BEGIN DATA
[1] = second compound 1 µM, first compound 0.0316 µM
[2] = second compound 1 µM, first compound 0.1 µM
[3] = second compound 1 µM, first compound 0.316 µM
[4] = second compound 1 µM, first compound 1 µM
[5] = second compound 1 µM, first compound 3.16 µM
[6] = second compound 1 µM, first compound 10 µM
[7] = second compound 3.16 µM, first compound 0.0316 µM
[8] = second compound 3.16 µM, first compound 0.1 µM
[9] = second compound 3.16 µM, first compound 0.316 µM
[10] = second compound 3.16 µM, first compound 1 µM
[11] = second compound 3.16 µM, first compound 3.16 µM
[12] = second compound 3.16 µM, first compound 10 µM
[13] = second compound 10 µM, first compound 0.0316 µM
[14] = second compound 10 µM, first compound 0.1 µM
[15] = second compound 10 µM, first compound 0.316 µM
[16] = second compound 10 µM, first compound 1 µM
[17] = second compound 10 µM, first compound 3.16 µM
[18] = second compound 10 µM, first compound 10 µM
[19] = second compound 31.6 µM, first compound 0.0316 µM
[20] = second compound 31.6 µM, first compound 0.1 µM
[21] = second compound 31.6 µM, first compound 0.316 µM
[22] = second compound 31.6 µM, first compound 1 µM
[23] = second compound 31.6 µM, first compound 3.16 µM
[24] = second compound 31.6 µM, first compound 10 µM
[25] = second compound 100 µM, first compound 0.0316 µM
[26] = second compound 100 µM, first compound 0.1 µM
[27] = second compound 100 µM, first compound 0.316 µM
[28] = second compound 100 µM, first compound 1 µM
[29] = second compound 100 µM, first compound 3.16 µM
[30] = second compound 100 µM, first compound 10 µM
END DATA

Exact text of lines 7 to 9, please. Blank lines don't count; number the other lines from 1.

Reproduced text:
[7] = second compound 3.16 µM, first compound 0.0316 µM
[8] = second compound 3.16 µM, first compound 0.1 µM
[9] = second compound 3.16 µM, first compound 0.316 µM